And what of governments themselves?

What they did right was pursuing testing and issuing violation notices, at least in America, where the EPA (the US agency to protect human health and the environment) has led the way. It was this action that uncovered the wrongdoing: not VW’s ethics rules or a whistleblower, nor its own sustainability reporting and assurance, nor external scrutiny from the legion of rating and ranking agencies like DJSI.

What governments did not do, at least in Europe, was act swiftly on the available evidence. We’ve known for a decade that the real-life impact of diesel was below theoretical improvements in emissions. In my previous work as a London Assembly member, I was critical of the European Commission which was slow to enforce its environmental directives. I was questioning the London transport authorities as long ago as 2006 on action needed to improve air quality, where diesel was the principal villain. (So external rating and ranking agencies should have known of the problem, if they had gone looking.)

What should governments do now? One thing is to be a lot more inquisitive when their citizens’ health is at risk. Another is to be a lot less trusting about corporate culture that lets bad behaviour go unchallenged, even if one accepts (which I don’t) that it’s all down to a handful of rogue engineers.

Like Watergate before it, Dieselgate can teach us much beyond the specific cause célèbre about underlying corporate systems and a damaging lack of accountability.

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Double-whammy: young women and the potential for progress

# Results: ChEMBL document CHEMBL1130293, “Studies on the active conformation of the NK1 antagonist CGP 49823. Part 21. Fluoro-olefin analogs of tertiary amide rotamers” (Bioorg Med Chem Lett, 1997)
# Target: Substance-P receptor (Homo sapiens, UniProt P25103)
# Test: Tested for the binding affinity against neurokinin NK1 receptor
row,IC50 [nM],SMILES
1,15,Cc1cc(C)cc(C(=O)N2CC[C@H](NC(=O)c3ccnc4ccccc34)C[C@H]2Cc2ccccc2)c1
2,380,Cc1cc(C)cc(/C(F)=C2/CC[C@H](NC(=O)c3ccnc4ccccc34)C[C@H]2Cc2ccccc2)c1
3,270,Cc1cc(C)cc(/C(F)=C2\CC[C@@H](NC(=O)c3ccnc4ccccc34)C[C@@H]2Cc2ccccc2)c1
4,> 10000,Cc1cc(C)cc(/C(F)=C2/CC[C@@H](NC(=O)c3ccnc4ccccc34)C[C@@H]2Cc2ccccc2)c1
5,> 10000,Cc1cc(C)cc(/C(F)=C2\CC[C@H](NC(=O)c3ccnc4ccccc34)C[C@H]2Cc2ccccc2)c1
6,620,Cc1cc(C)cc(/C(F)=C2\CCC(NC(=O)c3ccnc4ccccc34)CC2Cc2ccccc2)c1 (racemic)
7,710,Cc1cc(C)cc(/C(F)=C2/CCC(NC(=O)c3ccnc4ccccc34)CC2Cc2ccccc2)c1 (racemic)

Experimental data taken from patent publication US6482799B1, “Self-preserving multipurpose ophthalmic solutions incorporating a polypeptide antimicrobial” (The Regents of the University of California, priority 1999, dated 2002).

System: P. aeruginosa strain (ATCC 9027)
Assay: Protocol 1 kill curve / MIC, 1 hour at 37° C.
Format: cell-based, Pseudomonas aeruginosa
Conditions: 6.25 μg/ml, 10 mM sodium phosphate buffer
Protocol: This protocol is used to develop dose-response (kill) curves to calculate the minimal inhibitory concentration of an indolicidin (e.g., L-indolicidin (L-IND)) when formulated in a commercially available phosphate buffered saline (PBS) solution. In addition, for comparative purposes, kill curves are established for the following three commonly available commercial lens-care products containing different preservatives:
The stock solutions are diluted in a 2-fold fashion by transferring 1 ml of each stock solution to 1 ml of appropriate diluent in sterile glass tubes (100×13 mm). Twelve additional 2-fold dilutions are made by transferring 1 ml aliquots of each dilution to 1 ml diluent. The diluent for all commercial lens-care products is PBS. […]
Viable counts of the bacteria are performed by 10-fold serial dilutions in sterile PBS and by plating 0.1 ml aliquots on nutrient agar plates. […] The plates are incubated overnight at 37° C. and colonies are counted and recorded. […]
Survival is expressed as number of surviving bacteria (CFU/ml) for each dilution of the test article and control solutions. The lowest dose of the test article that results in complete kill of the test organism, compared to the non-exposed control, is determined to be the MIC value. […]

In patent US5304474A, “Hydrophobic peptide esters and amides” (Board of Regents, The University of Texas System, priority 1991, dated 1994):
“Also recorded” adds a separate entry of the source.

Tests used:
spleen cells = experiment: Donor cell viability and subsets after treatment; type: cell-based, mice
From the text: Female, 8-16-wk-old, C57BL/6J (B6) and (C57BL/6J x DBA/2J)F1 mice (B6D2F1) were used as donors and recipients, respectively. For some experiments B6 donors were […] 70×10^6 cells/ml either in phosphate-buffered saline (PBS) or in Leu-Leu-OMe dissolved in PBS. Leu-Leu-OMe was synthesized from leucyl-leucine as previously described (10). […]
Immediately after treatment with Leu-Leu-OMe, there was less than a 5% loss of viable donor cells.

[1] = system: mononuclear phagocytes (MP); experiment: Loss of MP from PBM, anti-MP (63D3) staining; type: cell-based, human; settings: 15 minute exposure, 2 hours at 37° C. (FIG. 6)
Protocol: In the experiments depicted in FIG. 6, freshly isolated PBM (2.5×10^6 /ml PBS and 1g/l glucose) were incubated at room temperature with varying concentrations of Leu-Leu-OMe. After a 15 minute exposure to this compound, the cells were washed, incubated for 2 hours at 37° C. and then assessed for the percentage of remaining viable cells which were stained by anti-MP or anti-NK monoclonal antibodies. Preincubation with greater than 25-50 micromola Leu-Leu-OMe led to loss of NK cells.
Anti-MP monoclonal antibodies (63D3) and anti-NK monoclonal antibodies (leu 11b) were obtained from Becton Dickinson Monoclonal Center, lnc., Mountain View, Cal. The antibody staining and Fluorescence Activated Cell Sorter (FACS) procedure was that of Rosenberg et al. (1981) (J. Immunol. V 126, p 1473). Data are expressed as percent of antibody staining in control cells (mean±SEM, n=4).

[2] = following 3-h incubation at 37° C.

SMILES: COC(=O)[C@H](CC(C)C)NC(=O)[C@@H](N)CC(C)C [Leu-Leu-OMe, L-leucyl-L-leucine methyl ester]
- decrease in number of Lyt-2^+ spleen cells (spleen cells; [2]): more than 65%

With attention focused on the launch of the Global Goals in New York, let’s put the spotlight on gender inequality and how companies can profit from parity.

Among the 17 new sustainable development goals, it’s no coincidence that women are the only demographic group to have a single goal dedicated to them. Goal #5 pledges gender equality, and calls out the role of young women in particular.  That’s because empowerment here will unlock progress on many of the other goals.

Despite some recent improvement on legal rights, the economic disparities between men and women remain stark. To cite just one piece of evidence – from the Food and Agriculture Organization of the United Nations – if women had the same access to productive resources as men (and they comprise 43% of labour force on developing country farms) food yields would rise by 20–30 percent. That’s a lot more mouths fed and families lifted out of poverty.

It’s no surprise then that some companies have made empowering women one of the main pillars of their approach – such as Coca-Cola, under the tagline #5by20. Coke says the role of women is one of the three issues “that will more shape or define the 21st century” than any others. It has committed to enable “the economic empowerment of 5 million women entrepreneurs across the Company’s global value chain by the year 2020”.

Walmart – the world’s largest company by revenue and biggest private employer – has gone further and committed to source $20 billion of products from women-owned businesses in America. Go online in the US and you can select your shopping basket from women-owned suppliers.

Unilever has long recognised that young women – schoolgirls in particular – are a key agent for delivering its health and hygiene programmes such as Lifebuoy handwashing and for meeting its one billion goal. And last year it added a new pillar focused on women’s livelihoods to its legendary Sustainable Living Plan.